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Thursday, 4 July, 2002, 23:56 GMT 00:56 UK
How dangerous is al-Qaeda?
US police
Security has been stepped up for the Fourth of July holiday

Nine months into the war on terror, the threat from al-Qaeda is still real. The organisation is down but not out.

The trouble with the threat from al-Qaeda is that it's unseen and undefined.

Western intelligence believes that it could come from any one of several directions:

  • Weapons of mass destruction: it could be used in a nuclear, chemical or biological attack on the West - Osama Bin Laden is known to have tried to get his hands on nuclear weapons.
  • Cyber terrorism, meaning an attack on a country's infrastructure by hacking into its computer systems
  • Conventional attack, such as blowing up a government building, hijacking planes or trying to assassinate a Western leader

So, if all these threats are still out there, then what progress has been made in America's War on Terror?

Military front

Nearly 10 months into the campaign, George Bush chose this Independence Day to give his audience an update.

"In Afghanistan we defeated the Taleban regime. That was just the first step," he said.


Al-Qaeda leaders... are reported to have told their followers: go back to where you came from, lie low, and strike when you can

"The liberation of that country begin of long and unrelenting struggle America's a patient and determined country. We're working with our allies every tool of law enforcement.. And we will take the battle to the enemy wherever he hides, wherever he dwells."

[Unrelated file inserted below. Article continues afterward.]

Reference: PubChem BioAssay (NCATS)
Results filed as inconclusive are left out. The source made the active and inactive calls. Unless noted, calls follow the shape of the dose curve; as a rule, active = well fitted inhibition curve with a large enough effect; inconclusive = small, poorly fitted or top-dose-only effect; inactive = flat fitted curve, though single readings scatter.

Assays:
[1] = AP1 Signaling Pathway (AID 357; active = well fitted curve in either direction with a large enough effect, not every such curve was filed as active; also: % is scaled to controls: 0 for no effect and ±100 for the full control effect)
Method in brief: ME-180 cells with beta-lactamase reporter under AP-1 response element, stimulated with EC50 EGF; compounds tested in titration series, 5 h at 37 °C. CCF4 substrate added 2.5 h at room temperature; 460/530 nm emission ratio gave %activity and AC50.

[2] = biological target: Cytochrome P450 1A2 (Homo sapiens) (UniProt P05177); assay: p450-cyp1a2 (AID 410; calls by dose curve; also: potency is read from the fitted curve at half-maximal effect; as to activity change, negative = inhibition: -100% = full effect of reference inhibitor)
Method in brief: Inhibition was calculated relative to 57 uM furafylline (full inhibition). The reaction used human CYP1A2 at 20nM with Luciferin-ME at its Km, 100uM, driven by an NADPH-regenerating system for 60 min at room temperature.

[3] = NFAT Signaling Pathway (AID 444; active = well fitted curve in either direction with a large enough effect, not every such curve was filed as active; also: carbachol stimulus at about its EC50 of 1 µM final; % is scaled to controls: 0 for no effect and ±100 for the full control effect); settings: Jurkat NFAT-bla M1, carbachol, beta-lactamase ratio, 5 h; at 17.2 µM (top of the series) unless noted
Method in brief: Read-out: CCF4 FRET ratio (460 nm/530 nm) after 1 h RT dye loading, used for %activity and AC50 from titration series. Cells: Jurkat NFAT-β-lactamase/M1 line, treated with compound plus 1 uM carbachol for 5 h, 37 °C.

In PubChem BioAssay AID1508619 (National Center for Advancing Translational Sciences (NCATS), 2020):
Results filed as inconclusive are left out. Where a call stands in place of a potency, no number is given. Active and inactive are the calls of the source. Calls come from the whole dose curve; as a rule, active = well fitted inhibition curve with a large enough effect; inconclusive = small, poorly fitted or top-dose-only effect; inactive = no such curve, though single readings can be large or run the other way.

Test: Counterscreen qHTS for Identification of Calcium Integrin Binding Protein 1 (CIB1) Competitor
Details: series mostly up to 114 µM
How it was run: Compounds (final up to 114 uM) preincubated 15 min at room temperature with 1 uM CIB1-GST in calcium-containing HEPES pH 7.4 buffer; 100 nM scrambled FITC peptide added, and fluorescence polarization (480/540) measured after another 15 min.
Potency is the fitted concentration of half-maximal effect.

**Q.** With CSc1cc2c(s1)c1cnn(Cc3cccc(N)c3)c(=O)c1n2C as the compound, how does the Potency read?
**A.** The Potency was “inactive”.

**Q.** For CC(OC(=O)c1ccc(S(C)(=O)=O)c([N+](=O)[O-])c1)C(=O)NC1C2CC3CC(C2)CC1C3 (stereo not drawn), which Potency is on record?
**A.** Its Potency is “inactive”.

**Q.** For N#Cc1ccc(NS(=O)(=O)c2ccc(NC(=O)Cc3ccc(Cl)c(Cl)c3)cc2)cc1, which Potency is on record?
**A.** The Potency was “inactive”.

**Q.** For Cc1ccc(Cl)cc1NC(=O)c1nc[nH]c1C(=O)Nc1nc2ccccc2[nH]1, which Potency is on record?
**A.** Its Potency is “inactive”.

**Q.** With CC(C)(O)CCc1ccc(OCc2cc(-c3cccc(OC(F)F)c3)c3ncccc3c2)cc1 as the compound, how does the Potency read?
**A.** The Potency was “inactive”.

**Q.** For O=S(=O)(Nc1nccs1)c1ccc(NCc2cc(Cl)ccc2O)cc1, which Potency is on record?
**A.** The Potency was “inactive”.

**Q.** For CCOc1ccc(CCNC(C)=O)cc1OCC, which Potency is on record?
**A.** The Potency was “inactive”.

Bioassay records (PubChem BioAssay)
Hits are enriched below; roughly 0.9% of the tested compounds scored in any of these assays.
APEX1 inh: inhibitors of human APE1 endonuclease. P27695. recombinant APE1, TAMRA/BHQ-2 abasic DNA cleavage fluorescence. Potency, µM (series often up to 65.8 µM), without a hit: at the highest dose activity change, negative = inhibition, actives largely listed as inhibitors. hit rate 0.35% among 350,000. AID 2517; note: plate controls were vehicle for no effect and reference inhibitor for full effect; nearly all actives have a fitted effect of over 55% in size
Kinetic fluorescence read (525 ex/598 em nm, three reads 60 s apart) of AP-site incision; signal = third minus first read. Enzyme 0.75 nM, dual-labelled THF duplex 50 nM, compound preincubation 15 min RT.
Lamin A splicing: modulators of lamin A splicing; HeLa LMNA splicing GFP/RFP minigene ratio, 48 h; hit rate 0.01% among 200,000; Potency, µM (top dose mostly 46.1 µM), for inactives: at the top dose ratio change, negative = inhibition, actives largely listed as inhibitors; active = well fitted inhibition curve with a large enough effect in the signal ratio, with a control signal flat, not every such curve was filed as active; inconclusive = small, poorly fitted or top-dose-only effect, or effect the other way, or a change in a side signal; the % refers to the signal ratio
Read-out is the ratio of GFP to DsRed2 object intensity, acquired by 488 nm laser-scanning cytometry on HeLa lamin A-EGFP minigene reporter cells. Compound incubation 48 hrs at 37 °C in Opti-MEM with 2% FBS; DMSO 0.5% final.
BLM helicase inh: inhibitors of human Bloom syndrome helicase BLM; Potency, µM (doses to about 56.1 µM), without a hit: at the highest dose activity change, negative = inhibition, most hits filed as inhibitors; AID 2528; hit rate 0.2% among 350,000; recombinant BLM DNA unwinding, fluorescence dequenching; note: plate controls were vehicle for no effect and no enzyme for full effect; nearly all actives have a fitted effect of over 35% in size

There is no question that the West's war in Afghanistan has been a military success.

Al-Qaeda has largely been driven from its caves, its members are on the run, and their training camps destroyed. But Western forces never found their key target.

Osama Bin Laden and most al-Qaeda leaders are still at large.

They are reported to have told their followers: go back to where you came from, lie low, and strike when you can.

Already this year, there have been deadly bombings in Pakistan and Tunisia.

They are being blamed on al-Qaeda sympathisers - proof that militant Islamists still have the motivation and the means to strike at the West.

Financial front

Cut off al-Qaeda's money and its attacks will dry up. At least, that was the thinking last year.

But it hasn't been as simple as that.

US Treasury officials told me they had identified five sources of al-Qaeda's funding.

First, there are rich donors from the Middle East.

Then there are certain Islamic charities, often where the donors do not even know who they are funding.

Then there are the legitimate businesses.

And also smuggling, especially of guns and drugs.

Finally, there is Osama Bin Laden's own wealth. Not huge, but still estimated at millions of dollars.


Key stories

European probe

Background

IN DEPTH
See also:

04 Jul 02 | Americas
03 Jul 02 | Americas
02 Jul 02 | Americas
11 Mar 02 | South Asia
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